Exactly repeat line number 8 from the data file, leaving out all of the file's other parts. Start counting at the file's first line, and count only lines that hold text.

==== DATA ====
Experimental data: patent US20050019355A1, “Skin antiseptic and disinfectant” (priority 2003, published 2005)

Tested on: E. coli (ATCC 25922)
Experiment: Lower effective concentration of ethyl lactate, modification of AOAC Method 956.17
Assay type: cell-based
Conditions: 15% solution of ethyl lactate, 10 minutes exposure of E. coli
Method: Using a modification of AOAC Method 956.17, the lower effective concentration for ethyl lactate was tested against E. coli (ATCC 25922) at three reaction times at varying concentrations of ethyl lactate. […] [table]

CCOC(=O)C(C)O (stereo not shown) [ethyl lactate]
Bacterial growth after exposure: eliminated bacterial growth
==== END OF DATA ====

Bacterial growth after exposure: eliminated bacterial growth